Call them cheesy rolls or sticky buns, Golfeados are a wonderful Venezuelan sweet and salty treat that combines robust panela sugar with a semi-hard cheese. Serve these rolls with a hot beverage for breakfast, a morning snack, or afternoon tea!
Golfeados are soft rolls, filled with panela or muscovado sugar, some cheese and a touch of anise seeds. At the end of the baking time, these rolls are brushed with panlea syrup which gives them that golden brown color.
History of Golfeados
The fame for these golfeados began in the city of Petare. This city was on the way out of Caracas to other major cities, and it was inevitable to stop and get some golfeados, hot out of the oven from Genaro and María Duarte’s bakery.
According to popular tradition, the name golfeado came from a coffee farm which supplied coffee for Caracas. The workers called the coffee seed golfeado or “snail-shaped seed”. So when they went to buy these rolls at the bakery, they would ask María to sell them some golfeado shaped bread.
What is Panela?
Panela, piloncillo or papelón are some of the names in Spanish for this natural sweetner. It’s made from undistilled sugar cane juice that’s boiled, molded and dried before going through the purification process to make it into muscovado sugar.
If you can’t find panela, you can replace it with muscovado sugar or dark brown sugar.
The Cheese For These Cheesy Rolls
Golfeados are filled (and if desired, topped) with a semi-hard cheese called queso blanco.
I used Gouda cheese for this recipe, but feel free to use any semi-hard cheese you have on hand.
Golfeados are also traditionally served with a slice or two of queso de mano. Queso de mano is a fresh cheese, kind of like queso fresco.
How To Make My Golfeados Recipe (And Some Variations)
There are so many options on how to make these rolls.
Anise seeds can be added to the dough or sprinkled in along with the filling. I used 1 teaspoon, but if you like anise seeds, add 1 tablespoon.
Some people like to add some dried fruit to the filling and some add ground cinnamon.
If you are using panela, I find it easier to just shred a large amount and then sprinkle it on top of the cheese, rather than adding the shredded panela to a measuring cup to be sure I have enough. Once the shredded panela is in the measuring cup, it crumbles and makes it a little bit difficult to sprinkle.
I like to give my dough a rest after kneading it. I find it easier to handle after the first rising time. If you want to skip this first rising time, roll out the dough and shape the rolls. Then let it rest for 1-1/2 hours before baking.
When your rolls are ready to bake, pour a little bit of water between each roll. This helps the rolls stay soft on the outside while baking.
Once your rolls are in the oven, make the syrup and let it cool a bit before using it.
Bake the rolls for 20 minutes, take them out and brush them with syrup. If desired, sprinkle some cheese on top and bake another 10 minutes.
These rolls are served with coffee or hot chocolate for breakfast, mid morning snack or afternoon tea.
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Golfeados are a wonderful Venezuelan sweet and salty treat that combines robust panela sugar with a semi-hard cheese. Serve these rolls with a hot beverage for breakfast, a morning snack, or afternoon tea!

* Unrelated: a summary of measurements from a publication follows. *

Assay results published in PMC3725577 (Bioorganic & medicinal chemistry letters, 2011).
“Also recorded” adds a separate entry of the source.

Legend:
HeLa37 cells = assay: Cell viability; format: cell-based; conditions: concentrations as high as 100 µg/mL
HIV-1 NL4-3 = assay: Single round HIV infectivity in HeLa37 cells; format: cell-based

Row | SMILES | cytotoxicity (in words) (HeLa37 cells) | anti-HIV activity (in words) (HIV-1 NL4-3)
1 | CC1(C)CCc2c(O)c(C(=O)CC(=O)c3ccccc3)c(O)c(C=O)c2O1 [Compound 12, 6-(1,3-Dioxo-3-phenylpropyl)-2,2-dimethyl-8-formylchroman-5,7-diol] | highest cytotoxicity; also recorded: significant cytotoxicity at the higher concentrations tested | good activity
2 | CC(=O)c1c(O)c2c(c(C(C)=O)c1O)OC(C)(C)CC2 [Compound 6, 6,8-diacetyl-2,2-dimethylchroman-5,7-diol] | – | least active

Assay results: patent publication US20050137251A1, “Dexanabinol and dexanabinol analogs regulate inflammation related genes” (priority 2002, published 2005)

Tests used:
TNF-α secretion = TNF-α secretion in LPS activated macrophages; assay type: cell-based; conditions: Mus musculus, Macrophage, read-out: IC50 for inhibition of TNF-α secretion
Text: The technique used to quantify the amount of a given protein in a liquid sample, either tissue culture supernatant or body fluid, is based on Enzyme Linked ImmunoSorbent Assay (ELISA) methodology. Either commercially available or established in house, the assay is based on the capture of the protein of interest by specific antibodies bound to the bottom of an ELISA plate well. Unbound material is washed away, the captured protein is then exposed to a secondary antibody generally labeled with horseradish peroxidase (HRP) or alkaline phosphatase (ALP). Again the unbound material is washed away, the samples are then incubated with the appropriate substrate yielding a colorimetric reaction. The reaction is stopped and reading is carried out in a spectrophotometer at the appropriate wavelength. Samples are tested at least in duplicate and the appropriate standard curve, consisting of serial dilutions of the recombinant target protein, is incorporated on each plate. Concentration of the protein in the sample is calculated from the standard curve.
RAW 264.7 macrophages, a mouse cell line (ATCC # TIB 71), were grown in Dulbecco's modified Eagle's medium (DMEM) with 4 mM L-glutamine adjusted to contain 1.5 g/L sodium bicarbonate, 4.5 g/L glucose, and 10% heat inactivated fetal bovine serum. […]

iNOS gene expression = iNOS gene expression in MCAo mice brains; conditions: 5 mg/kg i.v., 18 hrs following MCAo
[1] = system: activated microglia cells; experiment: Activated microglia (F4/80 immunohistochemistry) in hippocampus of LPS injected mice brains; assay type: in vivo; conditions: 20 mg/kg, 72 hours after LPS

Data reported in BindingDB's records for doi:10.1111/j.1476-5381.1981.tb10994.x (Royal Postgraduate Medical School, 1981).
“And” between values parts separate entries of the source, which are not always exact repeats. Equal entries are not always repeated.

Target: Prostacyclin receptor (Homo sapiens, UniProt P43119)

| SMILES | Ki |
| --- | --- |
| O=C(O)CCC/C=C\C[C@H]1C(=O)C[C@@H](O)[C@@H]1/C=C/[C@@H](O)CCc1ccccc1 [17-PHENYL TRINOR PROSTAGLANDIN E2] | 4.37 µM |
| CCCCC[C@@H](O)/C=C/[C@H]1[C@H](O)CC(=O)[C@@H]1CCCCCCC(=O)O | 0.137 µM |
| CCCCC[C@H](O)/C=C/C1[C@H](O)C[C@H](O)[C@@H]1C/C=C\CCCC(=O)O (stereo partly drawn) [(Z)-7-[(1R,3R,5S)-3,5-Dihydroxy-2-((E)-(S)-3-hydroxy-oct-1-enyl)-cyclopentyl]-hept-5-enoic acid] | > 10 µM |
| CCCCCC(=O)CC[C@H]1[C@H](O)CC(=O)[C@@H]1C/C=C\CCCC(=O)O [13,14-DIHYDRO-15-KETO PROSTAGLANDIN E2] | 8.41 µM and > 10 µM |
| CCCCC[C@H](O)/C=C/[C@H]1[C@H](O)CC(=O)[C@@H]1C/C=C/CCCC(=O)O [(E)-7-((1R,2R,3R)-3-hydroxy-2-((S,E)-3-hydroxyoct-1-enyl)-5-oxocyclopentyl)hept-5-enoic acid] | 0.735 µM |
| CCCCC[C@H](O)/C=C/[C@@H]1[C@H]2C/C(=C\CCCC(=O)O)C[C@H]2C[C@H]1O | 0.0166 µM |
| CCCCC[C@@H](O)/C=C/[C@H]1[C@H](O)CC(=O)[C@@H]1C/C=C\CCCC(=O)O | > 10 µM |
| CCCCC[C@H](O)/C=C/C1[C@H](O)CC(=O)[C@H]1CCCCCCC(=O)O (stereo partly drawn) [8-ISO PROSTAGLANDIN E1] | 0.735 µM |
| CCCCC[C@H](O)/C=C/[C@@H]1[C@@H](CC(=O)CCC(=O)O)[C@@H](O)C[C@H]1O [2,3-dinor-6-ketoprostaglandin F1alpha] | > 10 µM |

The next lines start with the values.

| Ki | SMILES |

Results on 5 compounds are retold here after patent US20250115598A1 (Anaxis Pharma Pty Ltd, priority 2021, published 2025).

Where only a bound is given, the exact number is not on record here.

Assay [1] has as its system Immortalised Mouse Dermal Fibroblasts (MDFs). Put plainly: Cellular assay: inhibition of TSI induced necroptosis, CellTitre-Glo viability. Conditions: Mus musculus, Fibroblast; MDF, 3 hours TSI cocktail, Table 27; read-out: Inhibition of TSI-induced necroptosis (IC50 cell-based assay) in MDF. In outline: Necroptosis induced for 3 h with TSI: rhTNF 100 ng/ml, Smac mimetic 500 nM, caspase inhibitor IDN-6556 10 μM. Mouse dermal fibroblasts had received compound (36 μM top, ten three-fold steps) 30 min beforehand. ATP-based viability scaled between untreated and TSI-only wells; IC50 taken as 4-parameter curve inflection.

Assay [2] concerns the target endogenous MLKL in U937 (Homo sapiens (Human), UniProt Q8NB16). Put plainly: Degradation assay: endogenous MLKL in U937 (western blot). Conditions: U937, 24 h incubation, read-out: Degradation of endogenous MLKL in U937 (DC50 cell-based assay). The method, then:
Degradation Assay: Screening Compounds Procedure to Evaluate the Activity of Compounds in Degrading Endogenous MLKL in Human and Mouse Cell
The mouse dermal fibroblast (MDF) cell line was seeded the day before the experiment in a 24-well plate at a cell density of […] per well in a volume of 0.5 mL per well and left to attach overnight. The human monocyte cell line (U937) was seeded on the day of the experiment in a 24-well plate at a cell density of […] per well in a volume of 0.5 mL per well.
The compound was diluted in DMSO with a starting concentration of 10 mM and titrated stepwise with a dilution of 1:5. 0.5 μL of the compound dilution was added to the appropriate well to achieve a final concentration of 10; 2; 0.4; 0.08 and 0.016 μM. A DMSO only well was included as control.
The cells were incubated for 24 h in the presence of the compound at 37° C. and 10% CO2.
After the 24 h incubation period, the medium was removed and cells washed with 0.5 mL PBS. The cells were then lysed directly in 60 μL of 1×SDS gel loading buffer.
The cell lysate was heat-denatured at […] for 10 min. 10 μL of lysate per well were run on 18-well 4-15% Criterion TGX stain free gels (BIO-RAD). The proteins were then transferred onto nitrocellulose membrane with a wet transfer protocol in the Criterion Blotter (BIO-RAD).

Yield: 12 rolls
- 2 Tbsp (28.4 g) butter, melted and cooled
- 1 ½ cups (169.5 g) shredded Gouda cheese
- 1 ½ cups (300 g) shredded panela or dark muscovado sugar (or dark brown sugar)
- ½ cup (100 g) shredded panela or dark muscovado sugar (or dark brown sugar)
- ½ cup (118.2 g) water
- ½ cup(56.5 g ) shredded Gouda cheese (if desired, to top)
- In a microwave-safe bowl, heat milk, butter and panela for 1 minute. Add yeast and stir.
- In a big mixing bowl, add flour and anise seed. Add yeast mixture and egg. Mix well.
- Knead the dough on a lightly floured surface for 5 to 10 minutes. Place it in a well-greased bowl, cover and let rise until doubled in size, usually 1 to 1-1/2 hours.
- Roll out the dough on a floured surface into a 15x9 inch rectangle.
Spread melted butter all over the dough. Sprinkle the shredded cheese first and then the shredded panela on to the buttered dough. Starting at the 15 inch side, roll up the dough, pinching the edge to seal.
- Cut the roll into 12 slices.
- Coat the bottom of a 9x13 inch baking pan with butter, or 2 (9-inch) round baking pans. Place the rolls close together in the pan and let them rise until the dough is doubled, about 30 minutes.
- Preheat the oven to 350 F.
- Pour a little bit of water between each roll. About 2 tablespoons in total for the 9x13-inch pan. Bake for 20 minutes
- While the rolls are baking, make the syrup: In a small saucepan, add the panela and water. Bring the mixture to a boil over high heat. Lower the heat and simmer for 5 minutes. Remove from the heat and set aside.
- After 20 minutes of baking, brush the syrup over the rolls and bake for another 10 minutes. If you are adding more cheese, add it right after brushing the rolls with syrup.
- Serve warm.
If you have a stand mixer: use the hook attachment to knead the dough.
For bread machine: Add the ingredients according to the bread machine instructions and use the dough option. Then roll out the dough and continue with the next steps.